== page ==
Housing developer Taylor Wimpey has promised to give the fields to the north of Lydiard Park to Lydiard Tregoze Parish Council and say this will be legally written into a planning agreement, should it be given by Wiltshire Council.
But the parish council say there is no agreement with the house builder.
At a second public consultation held on 3 June, planning consultant Peter Lawson commented the number of houses proposed had been reduced from 50 to 48 and the parish council would support the Taylor Wimpey plan, whilst agreeing to take ownership of 89 per cent of the land which the company has owned for about 30 years.
He said: “We recognise the first presentation in November left the key issue of what will happen to the land unclear. We’ve had a number of meetings with Lydiard Tregoze Parish Council who will take stewardship of the rest of Taylor Wimpey’s land holding between the park and the existing West Swindon housing.
“They recognise there is a balance to be struck between a small housing development and protection of a much larger area of land. Our agreement will be written into the draft parish neighbourhood plan.”
But Lydiard Tregoze Parish Council clerk Avril Roe indicated that Taylor Wimpey has jumped the gun. “The parish council has not yet issued any statement about this,” she said. “We are still in discussion with Taylor Wimpey and nothing has been decided.”
Rob Hammond from Winchcombe Close in The Prinnels supports the plan: “I think it’s a good development as long as the land transfer covenant is secure and the flooding of Hay Lane is dealt with. If the majority of the land is protected I’m willing to sacrifice a bit for 48 houses.”
However Steve Brown from Spencer Close in The Prinnels believes: “It is an unnecessary development on green fields. Why must they spoil the views from the church side of the park?
Arthur Beltrami from Spencer Close added: “Everyone knows Taylor Wimpey will push to get their way. They employ expensive lawyers to argue their case and use clever ploys to divide communities with offers of land to the parish council beyond Swindon’s boundary, in return for accepting these houses.”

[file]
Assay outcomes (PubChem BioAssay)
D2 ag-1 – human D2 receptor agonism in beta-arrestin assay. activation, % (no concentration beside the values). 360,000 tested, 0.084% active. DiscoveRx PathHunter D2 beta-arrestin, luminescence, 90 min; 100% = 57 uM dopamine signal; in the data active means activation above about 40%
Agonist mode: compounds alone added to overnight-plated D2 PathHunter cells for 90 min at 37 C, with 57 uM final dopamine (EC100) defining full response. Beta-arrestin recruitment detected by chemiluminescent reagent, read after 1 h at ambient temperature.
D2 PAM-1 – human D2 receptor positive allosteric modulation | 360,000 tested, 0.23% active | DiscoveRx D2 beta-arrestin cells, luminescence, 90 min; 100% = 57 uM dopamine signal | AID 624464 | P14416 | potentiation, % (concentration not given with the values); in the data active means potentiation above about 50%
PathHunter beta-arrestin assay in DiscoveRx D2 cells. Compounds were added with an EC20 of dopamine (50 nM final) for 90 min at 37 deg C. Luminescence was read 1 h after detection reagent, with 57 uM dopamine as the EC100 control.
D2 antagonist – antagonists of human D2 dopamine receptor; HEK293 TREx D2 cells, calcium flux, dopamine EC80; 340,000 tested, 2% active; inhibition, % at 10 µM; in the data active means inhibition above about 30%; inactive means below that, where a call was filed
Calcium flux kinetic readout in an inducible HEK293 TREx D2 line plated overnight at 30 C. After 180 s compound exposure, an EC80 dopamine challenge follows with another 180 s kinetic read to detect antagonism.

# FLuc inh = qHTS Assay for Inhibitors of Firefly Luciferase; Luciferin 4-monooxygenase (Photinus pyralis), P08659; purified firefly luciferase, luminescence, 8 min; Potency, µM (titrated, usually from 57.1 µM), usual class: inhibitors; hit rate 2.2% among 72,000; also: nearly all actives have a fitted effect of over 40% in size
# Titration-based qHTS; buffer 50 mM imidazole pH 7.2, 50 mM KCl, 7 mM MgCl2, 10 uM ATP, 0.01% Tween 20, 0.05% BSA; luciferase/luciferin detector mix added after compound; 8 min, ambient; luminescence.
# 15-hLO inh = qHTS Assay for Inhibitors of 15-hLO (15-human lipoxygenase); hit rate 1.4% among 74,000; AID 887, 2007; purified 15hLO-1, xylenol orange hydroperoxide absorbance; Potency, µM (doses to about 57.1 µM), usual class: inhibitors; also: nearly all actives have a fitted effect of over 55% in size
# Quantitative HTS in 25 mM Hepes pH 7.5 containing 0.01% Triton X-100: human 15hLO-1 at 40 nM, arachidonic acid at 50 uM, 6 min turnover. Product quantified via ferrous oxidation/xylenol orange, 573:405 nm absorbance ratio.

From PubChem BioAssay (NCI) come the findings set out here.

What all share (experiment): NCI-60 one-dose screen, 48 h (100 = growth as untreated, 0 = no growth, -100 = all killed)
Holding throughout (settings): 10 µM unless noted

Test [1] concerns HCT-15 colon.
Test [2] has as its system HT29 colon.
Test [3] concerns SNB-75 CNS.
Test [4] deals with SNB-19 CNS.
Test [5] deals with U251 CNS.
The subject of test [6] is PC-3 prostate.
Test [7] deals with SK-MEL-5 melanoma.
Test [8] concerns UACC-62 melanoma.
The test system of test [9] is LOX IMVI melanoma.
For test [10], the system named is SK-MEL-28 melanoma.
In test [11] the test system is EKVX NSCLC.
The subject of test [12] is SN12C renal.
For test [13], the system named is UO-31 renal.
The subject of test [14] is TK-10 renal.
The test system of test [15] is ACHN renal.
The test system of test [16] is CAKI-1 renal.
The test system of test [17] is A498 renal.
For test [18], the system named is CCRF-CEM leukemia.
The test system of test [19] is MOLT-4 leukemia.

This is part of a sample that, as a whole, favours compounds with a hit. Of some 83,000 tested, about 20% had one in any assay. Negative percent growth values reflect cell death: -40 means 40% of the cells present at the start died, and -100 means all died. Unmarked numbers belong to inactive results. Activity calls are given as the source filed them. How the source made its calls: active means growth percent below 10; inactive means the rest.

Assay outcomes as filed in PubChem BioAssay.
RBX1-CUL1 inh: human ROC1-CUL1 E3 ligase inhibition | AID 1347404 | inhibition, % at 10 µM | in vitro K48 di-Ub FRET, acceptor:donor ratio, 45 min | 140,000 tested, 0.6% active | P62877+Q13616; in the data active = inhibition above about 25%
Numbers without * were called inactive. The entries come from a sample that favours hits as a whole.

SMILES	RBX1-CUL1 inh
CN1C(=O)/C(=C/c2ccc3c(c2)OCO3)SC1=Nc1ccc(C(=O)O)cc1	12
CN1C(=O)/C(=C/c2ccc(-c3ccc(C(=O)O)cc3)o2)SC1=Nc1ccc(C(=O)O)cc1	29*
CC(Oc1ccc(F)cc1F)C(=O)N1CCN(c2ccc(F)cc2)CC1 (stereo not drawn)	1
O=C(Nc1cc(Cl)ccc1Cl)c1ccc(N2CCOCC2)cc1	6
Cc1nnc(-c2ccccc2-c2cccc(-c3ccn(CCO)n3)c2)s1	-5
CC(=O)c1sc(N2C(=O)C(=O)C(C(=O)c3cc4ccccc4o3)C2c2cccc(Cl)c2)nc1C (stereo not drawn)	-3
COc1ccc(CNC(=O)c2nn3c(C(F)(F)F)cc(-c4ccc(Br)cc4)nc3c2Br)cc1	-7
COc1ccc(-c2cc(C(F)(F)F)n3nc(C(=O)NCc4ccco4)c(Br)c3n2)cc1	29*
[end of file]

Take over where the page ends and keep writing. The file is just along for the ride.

The Friends of Lydiard Park, which has protected the interests of Lydiard House and the park and assisted with raising funds for restoration for over 60 years, have stated implacable opposition to any housing close to the park. Mike Bowden, the chairman, said: “Lydiard Park is a unique local asset and has a very special place in the hearts of local people, supported by their councillors and Members of Parliament.”
South Swindon MP Robert Buckland expressed his ‘regret that the developer continues to pursue their proposal.’ “It really is deeply disappointing that they are intent on ignoring the views of residents and the Friends of Lydiard Park,” he said. “The house and park are a jewel in Swindon’s heritage, and any planning decision must recognise its rural setting.
“The creation of Local Plans was a key policy of the last government. Wiltshire Council has agreed their plan and I will object to any application that runs contrary to a sound local plan.”
North Wilts MP James Gray has written to Taylor Wimpey’s chief executive Peter Redfern to express his continued ‘strong opposition to the westwards expansion of Swindon. There should not be a housing estate developed within the protected setting of Lydiard Park and in full view of Lydiard House and St Mary’s Church.’
However Peter Lawson suggested Wiltshire’s Local Plan has already been compromised after a planning inspector hearing an appeal in Corsham concluded that Wiltshire Council does not have a five year supply of deliverable housing land. This means the criteria for applying the Local Plan is questionable and the issue will be tested at a planning appeal if necessary.
Pictured top, Arthur Johns of architecture practice ALP discussing the homes designed for the Taylor Wimpey development with Steve and Jackie Brown and Yvonne Nicholls, centre. Below, the view of the site from Lydiard Park. Images: Richard Wintle of Calyx Middle, the Taylor Wimpey site layout. Bottom, looking across the site from Tewkesbury Way towards St Mary’s Church, Lydiard Park